By Scott Thomas Anderson
Yet another startling report was issued this week to indicate Sacramento’s housing situation has entered into new, untenable realities.
On Wednesday, AdvisorSmith, a business research firm, released an analysis that found home prices in Sacramento increased 26.9% from 2019 to 2021, a far higher jump than the national average of 18.7%. AdvisorSmith also determined that the rise in Sacramento’s home prices dwarfed many other California cities, including Oakland, Fresno and San Diego.
Those findings come on the heels of several other independent warning signs from the private sector: In May, the financial tech company SmartAsset identified Sacramento as one of the ten worse cities in the country for both median monthly housing costs, and housing costs as a percentage of household income. Its report noted that the average Sacramantan spends 24.51% of their annual pre-tax income on their housing, while the national average is 20.31%.
And just prior to the SmartAsset report, the real estate marketplace Zillow announced that rents in the Sacramento region, on average, had jumped 7.5% from the previous year. Despite that development, as of last month, the City of Sacramento adjusted its rent cap upward, making allowable hikes under the Tenant Protection Act go from 6% to 9%. The City Council has also failed to take any direct or major action on the housing front since passing the TPA.
All of these unaffordability indicators are coinciding with unprecedented struggles for lower-income and working people in Sacramento, according to a recently study by the Public Policy Institute of California. Senior Fellow and lead researcher Caroline Danielson examined an array of social safety net programs in the state, including CalFresh, various school meal programs, WIC services and unemployment benefits, and found that the net has some serious holes in it.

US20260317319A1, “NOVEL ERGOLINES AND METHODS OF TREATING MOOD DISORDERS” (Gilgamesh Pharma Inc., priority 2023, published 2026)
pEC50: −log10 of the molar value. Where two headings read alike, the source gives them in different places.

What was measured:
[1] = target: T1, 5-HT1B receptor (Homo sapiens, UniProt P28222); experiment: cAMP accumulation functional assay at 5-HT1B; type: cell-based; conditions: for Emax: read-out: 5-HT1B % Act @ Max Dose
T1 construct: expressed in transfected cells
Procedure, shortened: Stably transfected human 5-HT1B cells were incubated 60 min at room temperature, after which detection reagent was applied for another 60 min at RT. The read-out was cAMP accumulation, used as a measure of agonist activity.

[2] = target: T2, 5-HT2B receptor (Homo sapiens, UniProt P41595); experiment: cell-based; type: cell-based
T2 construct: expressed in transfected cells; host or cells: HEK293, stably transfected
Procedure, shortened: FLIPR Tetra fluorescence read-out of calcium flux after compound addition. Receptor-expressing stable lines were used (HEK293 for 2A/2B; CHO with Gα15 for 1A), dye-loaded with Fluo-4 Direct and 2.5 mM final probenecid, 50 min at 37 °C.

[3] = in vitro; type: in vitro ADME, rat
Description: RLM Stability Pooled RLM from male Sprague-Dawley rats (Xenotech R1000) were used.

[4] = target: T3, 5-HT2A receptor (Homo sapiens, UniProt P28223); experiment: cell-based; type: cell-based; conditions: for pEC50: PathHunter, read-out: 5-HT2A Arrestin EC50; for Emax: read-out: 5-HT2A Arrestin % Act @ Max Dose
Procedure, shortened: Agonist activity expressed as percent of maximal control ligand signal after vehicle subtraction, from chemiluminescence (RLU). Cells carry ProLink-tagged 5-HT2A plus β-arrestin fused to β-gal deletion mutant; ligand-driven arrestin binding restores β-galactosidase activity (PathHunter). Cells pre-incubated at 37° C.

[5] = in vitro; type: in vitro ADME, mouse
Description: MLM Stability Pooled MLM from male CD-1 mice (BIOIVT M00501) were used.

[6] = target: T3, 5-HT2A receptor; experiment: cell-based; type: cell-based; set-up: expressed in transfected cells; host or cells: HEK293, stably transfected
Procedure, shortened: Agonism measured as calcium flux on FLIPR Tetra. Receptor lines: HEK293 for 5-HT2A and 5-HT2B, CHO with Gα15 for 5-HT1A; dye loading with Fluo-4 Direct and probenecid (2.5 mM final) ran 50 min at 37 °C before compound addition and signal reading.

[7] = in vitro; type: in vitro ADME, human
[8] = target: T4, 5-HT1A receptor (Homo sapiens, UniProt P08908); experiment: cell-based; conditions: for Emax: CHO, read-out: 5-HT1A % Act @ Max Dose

Specifically, Danielson’s probing uncovered that the largest gaps in social safety are for adults not living with children and families with mixed immigration status. The first category represents roughly 14 million adults California, and the second about 4.4 million.
During a virtual conference discussing her findings, Danielson said that the collective data – including findings from previous recessions – suggests that in the wake of the COVID-19 lockdowns, low-wage workers may have an even longer-term need for the social safety net than they did in other downturns.
“Research shows that low-income families are more sharply affected by this recession, and that these families take more years to recover their pre-recession incomes,” Danielson noted. “And this pandemic recession has been particularly bifurcated, with tax receipts from wealthy Californians bringing state revenues above forecasts, while low-income Californians are experiencing high unemployment and hardship.”
Though some mainstream media outlets have been advancing a narrative that most laid-off workers on unemployment want to continue staying home, Andrew Cheyne, Director of Government Affairs at the California Association of Food Banks, said that food providers in the safety net are observing a very different reality.
“Food insecurity has actually increased in California recently,” he stressed during the conference. “We’re at roughly double pre-pandemic levels; and with food insufficiency – these are folks who actually don’t have enough to eat – its nearly triple pre-pandemic rates, about 10% of households, which is about 4 million Californians.”
Cheyne added, “There are now so many families newly experiencing hardship – so many families who were really just one paycheck away from experiencing hunger, hardship and poverty.”